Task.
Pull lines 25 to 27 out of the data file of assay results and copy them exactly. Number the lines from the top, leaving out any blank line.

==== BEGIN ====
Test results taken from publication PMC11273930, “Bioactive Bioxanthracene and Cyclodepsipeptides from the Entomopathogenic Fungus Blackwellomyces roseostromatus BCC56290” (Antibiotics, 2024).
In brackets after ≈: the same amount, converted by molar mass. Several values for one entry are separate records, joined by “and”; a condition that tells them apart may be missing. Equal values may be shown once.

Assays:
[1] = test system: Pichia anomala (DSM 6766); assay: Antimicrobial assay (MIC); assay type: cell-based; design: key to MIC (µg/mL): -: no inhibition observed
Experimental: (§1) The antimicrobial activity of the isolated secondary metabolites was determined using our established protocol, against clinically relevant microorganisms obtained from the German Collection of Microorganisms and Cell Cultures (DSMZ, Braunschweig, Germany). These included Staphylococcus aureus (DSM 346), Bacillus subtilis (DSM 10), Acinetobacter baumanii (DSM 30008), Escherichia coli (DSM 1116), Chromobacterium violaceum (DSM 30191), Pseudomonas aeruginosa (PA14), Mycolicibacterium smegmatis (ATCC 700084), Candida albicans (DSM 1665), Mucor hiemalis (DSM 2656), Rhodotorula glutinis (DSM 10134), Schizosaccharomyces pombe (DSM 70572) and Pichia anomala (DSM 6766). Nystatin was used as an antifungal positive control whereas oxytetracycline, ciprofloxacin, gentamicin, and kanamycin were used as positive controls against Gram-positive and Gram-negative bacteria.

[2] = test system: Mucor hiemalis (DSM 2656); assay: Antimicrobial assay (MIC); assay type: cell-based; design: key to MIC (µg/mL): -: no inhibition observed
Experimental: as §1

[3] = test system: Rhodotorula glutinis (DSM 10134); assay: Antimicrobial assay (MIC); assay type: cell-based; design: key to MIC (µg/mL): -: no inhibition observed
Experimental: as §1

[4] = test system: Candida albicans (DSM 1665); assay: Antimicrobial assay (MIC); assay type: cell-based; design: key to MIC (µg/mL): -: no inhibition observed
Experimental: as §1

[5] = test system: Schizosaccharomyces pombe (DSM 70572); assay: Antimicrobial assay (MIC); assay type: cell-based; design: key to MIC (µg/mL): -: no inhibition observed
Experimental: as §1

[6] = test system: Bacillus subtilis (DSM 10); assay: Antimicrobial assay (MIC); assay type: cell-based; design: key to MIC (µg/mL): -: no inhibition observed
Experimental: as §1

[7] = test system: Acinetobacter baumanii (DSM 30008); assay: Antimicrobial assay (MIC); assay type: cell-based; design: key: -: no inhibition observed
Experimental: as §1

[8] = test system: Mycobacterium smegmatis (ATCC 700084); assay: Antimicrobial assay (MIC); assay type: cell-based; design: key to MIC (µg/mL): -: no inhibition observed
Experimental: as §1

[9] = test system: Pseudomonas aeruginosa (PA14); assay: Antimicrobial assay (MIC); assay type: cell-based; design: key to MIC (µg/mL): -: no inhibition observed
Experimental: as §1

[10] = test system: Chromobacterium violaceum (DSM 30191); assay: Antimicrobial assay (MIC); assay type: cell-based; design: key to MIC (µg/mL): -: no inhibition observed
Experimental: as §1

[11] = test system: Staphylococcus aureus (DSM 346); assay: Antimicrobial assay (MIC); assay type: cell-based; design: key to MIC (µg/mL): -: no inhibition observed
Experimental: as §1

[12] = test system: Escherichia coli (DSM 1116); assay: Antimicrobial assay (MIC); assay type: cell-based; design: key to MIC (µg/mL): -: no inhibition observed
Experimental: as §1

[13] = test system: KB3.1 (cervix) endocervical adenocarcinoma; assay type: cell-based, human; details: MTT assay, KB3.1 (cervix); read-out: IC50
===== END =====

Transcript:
Experimental: as §1

[12] = test system: Escherichia coli (DSM 1116); assay: Antimicrobial assay (MIC); assay type: cell-based; design: key to MIC (µg/mL): -: no inhibition observed
Experimental: as §1